I wonder how your Forecasts will compare with the One Week views in the Kitco Surveys?

=

 

A CONTRARIAN Indicator?

 

Kitco-bullish-bearish-survey_zps93a468fa

 

I note that these Guys were Bearish last week, and Gold rose a bit:

 

== Last WEEK's MOVES ==== : on Friday 06/06 alone = :
GLD : 120.43 : + 0.15 % / 120.61 : -0.05 : -0.04% / 4.77 M
GDX : $22.50 : + 0.62 % > $22.64 : -0.01 : -0.04% / 15.95 M
Ratio : 5.352 : - 0.46 % / R 5.327 (GLDx10.384 = $1,252.4)
Gdxj : $34.11 : + 2.35 % / $34.91 : +0.52 : +1.51% : 3.24 M

===========

 

Maybe I should start tracking the Kitco Poll

 

Survey Participants Stay Bearish Toward Gold Prices - Kitco News, Jun 6 2014 12:19PM

 

Results : -5 : 63.1% of Views = +7, -12, N3 = 22 /33 : $1252.4> ???

 

Participants in the weekly Kitco News Gold Survey are bearish on gold prices for next week, looking for a retest of recent lows.

Out of 33 participants, 22 responded this week. Of those, 12 see prices lower, seven see prices higher and three see prices trading sideways or are neutral. Market participants include bullion dealers, investment banks, futures traders and technical-chart analysts.

Last week, survey participants were slightly bearish for this week. As of 11:30 a.m. EDT, Comex Augustgold was up about $5 for the week.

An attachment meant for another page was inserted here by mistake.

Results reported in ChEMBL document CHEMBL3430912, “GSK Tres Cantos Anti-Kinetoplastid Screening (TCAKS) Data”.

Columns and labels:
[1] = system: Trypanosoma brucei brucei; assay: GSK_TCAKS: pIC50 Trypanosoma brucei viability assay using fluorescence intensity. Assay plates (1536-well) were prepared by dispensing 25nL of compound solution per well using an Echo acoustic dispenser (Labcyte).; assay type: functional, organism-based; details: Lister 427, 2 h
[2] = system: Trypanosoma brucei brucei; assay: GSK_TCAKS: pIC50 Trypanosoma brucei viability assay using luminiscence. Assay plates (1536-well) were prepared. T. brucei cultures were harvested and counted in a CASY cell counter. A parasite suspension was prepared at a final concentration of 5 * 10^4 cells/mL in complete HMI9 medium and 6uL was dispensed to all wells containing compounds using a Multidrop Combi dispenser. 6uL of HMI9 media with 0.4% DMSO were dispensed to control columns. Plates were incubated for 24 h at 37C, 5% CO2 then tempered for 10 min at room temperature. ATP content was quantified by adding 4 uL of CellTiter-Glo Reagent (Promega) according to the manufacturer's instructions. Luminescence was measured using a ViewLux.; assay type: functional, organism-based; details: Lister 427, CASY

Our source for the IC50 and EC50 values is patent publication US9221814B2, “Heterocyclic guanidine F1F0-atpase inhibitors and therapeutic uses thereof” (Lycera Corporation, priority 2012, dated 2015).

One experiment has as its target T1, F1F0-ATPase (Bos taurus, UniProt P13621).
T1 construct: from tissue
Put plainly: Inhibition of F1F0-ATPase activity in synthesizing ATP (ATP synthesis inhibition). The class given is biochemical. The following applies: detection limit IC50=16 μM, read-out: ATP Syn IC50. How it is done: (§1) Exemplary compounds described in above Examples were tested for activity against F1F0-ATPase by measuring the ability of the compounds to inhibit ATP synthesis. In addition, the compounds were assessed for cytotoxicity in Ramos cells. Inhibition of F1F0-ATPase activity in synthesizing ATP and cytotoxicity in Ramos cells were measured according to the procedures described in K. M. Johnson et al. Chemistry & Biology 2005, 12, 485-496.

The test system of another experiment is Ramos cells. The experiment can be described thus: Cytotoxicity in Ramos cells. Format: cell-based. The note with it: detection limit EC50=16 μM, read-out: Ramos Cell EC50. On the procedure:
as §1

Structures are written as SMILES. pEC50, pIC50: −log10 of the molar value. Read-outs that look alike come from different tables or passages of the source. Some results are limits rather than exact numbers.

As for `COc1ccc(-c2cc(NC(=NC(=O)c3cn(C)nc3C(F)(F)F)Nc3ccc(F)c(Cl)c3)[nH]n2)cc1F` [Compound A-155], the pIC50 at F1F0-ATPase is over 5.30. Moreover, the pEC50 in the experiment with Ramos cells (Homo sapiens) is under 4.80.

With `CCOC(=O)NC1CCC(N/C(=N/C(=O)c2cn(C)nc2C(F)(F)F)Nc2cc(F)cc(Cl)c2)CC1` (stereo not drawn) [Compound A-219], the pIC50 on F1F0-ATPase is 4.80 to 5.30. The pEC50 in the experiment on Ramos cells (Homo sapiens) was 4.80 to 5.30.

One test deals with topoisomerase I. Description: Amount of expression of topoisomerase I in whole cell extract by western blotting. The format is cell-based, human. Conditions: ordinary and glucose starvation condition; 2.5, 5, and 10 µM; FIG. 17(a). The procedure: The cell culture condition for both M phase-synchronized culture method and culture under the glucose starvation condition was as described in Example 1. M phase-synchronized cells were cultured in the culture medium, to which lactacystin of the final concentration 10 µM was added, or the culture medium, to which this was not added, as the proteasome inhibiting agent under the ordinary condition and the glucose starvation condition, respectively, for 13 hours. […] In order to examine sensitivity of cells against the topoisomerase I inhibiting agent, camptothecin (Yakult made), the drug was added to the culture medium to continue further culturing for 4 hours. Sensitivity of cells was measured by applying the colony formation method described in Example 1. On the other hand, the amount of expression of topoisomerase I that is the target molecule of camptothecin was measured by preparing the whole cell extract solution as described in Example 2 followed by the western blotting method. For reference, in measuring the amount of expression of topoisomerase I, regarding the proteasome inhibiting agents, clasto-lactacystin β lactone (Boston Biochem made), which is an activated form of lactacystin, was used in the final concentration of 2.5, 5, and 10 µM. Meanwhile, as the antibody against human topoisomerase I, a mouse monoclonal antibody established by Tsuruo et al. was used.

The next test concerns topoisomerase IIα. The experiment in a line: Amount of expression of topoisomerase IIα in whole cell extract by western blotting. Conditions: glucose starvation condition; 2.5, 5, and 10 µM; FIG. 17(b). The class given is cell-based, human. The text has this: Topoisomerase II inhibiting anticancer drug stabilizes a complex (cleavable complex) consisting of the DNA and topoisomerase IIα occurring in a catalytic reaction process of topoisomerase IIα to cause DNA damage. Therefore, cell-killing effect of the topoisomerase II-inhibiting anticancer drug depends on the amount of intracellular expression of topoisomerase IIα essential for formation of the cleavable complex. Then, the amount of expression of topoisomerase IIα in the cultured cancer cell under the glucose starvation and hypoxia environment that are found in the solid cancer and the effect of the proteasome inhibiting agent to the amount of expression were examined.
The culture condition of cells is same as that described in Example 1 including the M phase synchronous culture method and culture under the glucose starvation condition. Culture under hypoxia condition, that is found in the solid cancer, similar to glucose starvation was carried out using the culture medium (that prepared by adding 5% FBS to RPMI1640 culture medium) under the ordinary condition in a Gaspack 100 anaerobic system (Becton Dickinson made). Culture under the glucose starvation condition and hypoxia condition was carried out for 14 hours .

Those who see weaker prices said the downtrend in gold continues despite a rally Thursday, following the European Central Bank meeting.

“I think we’re going to go back down. We had a little bit of a retracement here, a bounce off support. But I don’t see it holding. I think we go back to test support. The downtrend continues,” said Daniel Pavilonis, senior commodities broker with RJO Futures.

Participants who look for higher prices said gold values in the short-term became oversold and the market is due for a bounce.

President Barack “Obama’s rhetoric against Russia is heating up again, even as the violence in Ukraine is getting worse. That’s obviously positive for gold. And the ECB’s tepid stimulative measures are also positive since they demonstrate the lack of resolve on the part of the ECB; so far, it’s been all talk and very little action. These two developments against a gold price that had become short-term oversold, suggests a positive week or two,” said Adrian Day, chairman and chief executive officer of Adrian Day Asset Management.

Those who see prices holding sideways said with the two major news events out of the way, the ECB meeting and the May nonfarm payrolls report, there’s little to stir the market.